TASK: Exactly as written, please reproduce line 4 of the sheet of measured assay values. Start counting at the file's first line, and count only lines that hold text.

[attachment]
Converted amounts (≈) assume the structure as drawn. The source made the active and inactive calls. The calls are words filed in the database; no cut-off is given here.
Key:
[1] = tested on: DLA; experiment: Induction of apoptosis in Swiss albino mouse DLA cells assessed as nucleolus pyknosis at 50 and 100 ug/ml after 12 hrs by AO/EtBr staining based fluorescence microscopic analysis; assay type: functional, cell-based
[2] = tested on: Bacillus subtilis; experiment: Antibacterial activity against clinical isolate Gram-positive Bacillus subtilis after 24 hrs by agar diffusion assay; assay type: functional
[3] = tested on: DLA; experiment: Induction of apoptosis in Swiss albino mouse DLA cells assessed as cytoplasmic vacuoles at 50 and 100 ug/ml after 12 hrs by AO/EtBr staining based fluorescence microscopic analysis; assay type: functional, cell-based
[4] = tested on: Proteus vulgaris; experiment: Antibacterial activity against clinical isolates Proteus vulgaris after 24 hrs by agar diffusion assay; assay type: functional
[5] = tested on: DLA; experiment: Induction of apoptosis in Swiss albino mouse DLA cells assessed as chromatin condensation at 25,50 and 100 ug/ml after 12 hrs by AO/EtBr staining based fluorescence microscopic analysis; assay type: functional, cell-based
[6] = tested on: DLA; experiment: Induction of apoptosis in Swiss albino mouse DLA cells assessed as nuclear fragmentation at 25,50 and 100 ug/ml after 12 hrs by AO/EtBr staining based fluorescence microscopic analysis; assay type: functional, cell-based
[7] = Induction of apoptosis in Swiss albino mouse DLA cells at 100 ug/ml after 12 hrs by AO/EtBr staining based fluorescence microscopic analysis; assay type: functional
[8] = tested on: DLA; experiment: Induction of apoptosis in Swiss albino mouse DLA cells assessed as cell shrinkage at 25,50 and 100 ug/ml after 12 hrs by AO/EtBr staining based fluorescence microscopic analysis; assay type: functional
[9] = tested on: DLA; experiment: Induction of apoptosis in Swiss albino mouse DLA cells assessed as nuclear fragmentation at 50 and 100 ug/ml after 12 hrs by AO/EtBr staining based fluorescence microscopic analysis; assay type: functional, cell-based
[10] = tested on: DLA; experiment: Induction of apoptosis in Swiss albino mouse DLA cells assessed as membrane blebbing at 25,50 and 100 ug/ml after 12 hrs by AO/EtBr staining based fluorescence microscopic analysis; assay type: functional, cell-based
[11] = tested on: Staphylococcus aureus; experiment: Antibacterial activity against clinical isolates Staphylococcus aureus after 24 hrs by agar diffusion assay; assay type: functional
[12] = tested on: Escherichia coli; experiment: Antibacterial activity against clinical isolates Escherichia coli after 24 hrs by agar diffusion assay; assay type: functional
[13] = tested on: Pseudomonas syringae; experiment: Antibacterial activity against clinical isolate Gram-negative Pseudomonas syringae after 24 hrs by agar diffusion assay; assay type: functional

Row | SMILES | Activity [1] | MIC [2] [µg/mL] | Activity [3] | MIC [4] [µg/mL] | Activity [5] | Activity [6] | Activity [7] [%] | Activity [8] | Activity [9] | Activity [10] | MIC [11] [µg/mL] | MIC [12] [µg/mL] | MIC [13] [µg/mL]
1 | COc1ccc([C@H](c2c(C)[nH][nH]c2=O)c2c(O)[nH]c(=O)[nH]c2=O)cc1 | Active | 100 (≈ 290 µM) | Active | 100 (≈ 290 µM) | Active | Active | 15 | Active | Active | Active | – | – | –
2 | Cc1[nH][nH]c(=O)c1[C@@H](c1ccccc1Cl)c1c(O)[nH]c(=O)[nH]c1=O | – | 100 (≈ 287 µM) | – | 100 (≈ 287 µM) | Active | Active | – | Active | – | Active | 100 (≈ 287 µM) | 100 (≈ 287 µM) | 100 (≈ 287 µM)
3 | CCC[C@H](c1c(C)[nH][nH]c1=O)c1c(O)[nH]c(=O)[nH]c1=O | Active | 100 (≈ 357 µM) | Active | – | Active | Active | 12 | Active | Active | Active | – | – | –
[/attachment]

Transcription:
[2] = tested on: Bacillus subtilis; experiment: Antibacterial activity against clinical isolate Gram-positive Bacillus subtilis after 24 hrs by agar diffusion assay; assay type: functional